Owner of HEARTCAVE - a space devoted to creating and curating of ALL THAT IS :: the timeless and majestic, the oneness between all beings and the collective consciousness.

www.shopheartcave.com

Creative Director at The Wild Unknown

www.thewildunknown.com

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How I manifested my reality ::

What I haven't mentioned about this journey is my focus on personal development. It began with my relationship to nature and my daily practice of communing with essential oils and flower essences. All beings have a vibration measured in megahertz. Human vibrate between 60-80 MHz. Plants are anywhere between 80 and 320 MHz. Feelings also have a vibration, or frequency. Feeling like love, joy and gratitude resonate higher than feelings like sadness, anxiety and depression and it is difficult for lower vibration feeling to remain in existence around high frequency feelings. Simply by communing with plants we can raise our vibration.

I also made it a point to start identifying as an artist, creating my life. I think in pictures. I turn feelings into photos and vice versa. I learned how to use my practical, career-based skills to support my true work - being a dreamweaver deeply rooted in trusting the universe and the art of manifestation. I continue to dig deep - figure out what inspires me at the moment, how I want to feel and what I want to call in. I develop a tone, fine tune the concept and direction and create a moodboard. This creates non-duality in my life. My work and my pleasure centers of creation and connection are one. Instead of thinking about what position or career my skills would fit into, I started thinking about how I wanted to feel when I worked. I took note of pleasurable activities. When I sat in the park surrounded by the trees, I left feeling really good. For me, that didnโ€™t mean I should be a park ranger or landscaper. I simply took note of the feelings. I started to write them down, words like - calm, graceful, rooted, free, inspired, alive. I started collecting beautiful imagery of plants, spaces, places and people from print publications and sites like Pinterest. Anything I got online, I would send to be printed on photo paper. It was important for me to see and touch them in real life. Iโ€™d pull swatches of fabric that felt sweet on my skin and go to the paint store for colors that reflected those feelings. I began treating my life as I would a client and that allowed me to show up for myself with greater clarity and accountability.

Best advice ::

Be compassionate, first to you. If you haven't felt true compassion for yourself or your circumstance, you're just going around feeling sorry for people. Follow your intuition. Allow your life to take shape without force. Trust your experience. Release resistance. Detach from outcome. Make space for rest and self-care

Ways to support and clarify Who am I? And what am I doing here? Practices to evoke consciousness and awareness of self.

  • Practice the powerful of the pen. Write down goals, desires, feelings you want to have and anything that inspires you.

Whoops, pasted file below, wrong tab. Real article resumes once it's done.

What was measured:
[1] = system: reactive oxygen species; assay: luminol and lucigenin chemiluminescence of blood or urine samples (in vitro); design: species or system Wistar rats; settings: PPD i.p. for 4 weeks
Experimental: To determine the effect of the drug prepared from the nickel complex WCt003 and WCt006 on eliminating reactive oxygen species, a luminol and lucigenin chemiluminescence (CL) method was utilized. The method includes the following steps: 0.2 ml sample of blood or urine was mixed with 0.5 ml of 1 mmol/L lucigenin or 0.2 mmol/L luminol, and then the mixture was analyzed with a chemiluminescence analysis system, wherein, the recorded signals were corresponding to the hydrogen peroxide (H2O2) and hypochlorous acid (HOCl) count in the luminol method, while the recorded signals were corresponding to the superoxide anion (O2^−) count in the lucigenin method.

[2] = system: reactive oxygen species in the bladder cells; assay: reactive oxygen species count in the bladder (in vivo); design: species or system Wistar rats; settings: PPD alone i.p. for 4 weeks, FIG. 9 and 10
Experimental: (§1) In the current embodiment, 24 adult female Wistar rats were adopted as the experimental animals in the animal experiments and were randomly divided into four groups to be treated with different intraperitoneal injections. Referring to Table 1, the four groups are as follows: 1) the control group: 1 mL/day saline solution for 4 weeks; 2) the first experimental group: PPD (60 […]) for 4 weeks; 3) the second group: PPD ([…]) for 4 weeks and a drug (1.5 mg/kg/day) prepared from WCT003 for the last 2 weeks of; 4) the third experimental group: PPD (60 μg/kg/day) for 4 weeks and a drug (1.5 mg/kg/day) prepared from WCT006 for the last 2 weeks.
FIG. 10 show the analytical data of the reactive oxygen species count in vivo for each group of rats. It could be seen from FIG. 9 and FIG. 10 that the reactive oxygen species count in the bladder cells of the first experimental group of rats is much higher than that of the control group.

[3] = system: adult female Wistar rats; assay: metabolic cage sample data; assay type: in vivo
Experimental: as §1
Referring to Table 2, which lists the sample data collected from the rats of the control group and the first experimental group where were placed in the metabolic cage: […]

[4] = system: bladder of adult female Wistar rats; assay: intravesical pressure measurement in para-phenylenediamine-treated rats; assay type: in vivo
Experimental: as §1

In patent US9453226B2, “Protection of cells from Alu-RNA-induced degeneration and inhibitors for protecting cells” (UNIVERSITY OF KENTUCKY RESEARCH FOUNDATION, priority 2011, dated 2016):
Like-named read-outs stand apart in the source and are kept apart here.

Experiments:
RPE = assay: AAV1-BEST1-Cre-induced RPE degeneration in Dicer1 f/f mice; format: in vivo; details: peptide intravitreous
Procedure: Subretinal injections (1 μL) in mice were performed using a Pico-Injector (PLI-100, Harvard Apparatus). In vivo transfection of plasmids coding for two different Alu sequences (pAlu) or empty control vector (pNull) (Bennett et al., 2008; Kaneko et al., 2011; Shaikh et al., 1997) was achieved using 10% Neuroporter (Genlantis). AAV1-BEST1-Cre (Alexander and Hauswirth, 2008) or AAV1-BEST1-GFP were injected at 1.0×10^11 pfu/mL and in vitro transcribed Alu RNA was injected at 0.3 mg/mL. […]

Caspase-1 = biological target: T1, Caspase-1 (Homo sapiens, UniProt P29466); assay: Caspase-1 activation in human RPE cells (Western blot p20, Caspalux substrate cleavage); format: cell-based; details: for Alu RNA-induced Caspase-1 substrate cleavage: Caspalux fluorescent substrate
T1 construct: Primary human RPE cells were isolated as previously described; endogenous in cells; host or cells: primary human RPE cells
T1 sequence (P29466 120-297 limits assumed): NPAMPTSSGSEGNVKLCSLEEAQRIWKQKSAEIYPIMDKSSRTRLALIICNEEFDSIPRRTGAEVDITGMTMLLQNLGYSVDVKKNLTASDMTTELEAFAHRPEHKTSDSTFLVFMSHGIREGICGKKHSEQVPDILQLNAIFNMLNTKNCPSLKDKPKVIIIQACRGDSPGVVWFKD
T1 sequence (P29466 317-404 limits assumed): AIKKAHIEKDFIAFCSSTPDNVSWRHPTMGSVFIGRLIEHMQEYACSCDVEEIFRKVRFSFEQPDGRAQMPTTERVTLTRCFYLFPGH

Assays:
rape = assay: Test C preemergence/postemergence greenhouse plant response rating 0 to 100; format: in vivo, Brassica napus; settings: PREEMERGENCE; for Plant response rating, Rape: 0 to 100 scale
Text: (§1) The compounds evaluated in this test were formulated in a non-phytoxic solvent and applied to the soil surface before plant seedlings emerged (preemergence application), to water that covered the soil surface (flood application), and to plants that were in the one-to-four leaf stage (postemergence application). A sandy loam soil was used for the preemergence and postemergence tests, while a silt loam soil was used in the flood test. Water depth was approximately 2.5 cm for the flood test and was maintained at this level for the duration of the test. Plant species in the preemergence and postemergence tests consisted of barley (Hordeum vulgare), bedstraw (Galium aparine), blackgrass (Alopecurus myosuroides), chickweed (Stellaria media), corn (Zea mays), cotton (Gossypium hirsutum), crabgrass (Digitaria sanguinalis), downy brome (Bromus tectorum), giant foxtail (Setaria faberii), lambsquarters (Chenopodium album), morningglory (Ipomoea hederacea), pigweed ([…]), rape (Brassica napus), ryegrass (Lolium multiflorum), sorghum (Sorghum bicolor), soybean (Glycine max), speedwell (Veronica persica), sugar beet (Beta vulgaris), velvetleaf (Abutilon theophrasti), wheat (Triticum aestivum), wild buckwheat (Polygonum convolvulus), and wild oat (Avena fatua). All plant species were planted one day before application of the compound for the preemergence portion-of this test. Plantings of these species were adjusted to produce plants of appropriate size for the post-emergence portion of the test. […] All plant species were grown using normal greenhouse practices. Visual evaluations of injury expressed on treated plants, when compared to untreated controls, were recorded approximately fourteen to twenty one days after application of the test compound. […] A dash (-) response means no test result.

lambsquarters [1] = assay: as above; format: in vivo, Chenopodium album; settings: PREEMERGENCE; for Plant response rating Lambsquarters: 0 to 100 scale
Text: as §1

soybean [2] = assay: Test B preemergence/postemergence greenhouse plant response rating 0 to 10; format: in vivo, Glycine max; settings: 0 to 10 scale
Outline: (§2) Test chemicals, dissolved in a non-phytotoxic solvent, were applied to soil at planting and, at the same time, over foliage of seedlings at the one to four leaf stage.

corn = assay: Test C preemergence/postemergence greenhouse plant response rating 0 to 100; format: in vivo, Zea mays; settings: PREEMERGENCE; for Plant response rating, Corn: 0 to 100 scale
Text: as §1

• Start a collection of images that motivate, stimulate and awaken your dreams.
  • Have conversation with like-minded people. These people will likely start to form your tribe.
  • Commune with nature
  • Work with essential oils
  • Meditate
  • Move/Practice Yoga
  • Bring awareness to the breathe
  • Eat foods that support your body
  • Read

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Favorite Books ::

The Book of The Heart Amit Singh

Partner Earth Pam Montgomery

Plant Spirit Healing Pam Montgomery

The Secret Lives of Plants Christopher Bird

Yoga for a World Out of Balance Michael Stone

The Power of Now Eckhart Tolle

Ways to sink into the heart ::

Give thanks

Be kind

Practice non-violence

Speak truth and avoid gossip

Go to nature

Stare at the moon

Buy or pick flowers

Peel an orange, slowly

Donate or give something away, like a compliment

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Finding a Path

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Finding a path

Contributed by Allison Burt-Tilden

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As a small child growing up in 1980's Portland, I felt like I had it all: a loving family, a nice home with lots of other children nearby, and a secure spot as teacher's pet at school. All of this came crashing down shortly after I turned seven. My parents declared bankruptcy, my dad had to sell our home and his flourishing business, and we began living a pattern of chaos that would last more than a decade. My parents fought bitterly until their eventual divorce, I was enlisted as a secondary parent to my two much younger siblings, money was always an issue, and we moved every six months on average, often living with my grandparents in between rentals. Needless to say, I developed some pretty gnarly anxiety and as a result, I started to struggle in school.

By the time I turned 18 I had already dropped out of high school and gotten my GED. Despite having worked full-time for a couple of years already, I had no idea how to manage money or how to find my purpose in life. I went to work, paid the rent, paid the bills, bought some food, and spent whatever was left on make-up and clothes. As a life-long lover of fashion, I used my free time to read high fashion magazines and shop, which was my main joy in life. As far as I could figure out, life was about working so that I could shop.